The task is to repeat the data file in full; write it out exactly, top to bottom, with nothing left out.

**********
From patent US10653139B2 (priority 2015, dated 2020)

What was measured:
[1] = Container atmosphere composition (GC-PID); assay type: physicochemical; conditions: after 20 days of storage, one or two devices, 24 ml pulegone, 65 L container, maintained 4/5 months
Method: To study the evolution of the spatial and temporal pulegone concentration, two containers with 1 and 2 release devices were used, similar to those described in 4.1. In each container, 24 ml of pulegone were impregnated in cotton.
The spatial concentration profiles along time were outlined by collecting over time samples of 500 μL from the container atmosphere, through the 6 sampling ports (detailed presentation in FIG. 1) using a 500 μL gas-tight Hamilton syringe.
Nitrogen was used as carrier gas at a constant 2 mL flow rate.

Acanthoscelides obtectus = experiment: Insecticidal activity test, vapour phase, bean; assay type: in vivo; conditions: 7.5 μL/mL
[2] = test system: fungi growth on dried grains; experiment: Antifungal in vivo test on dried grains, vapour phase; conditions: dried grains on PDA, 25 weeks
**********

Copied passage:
From patent US10653139B2 (priority 2015, dated 2020)

What was measured:
[1] = Container atmosphere composition (GC-PID); assay type: physicochemical; conditions: after 20 days of storage, one or two devices, 24 ml pulegone, 65 L container, maintained 4/5 months
Method: To study the evolution of the spatial and temporal pulegone concentration, two containers with 1 and 2 release devices were used, similar to those described in 4.1. In each container, 24 ml of pulegone were impregnated in cotton.
The spatial concentration profiles along time were outlined by collecting over time samples of 500 μL from the container atmosphere, through the 6 sampling ports (detailed presentation in FIG. 1) using a 500 μL gas-tight Hamilton syringe.
Nitrogen was used as carrier gas at a constant 2 mL flow rate.

Acanthoscelides obtectus = experiment: Insecticidal activity test, vapour phase, bean; assay type: in vivo; conditions: 7.5 μL/mL
[2] = test system: fungi growth on dried grains; experiment: Antifungal in vivo test on dried grains, vapour phase; conditions: dried grains on PDA, 25 weeks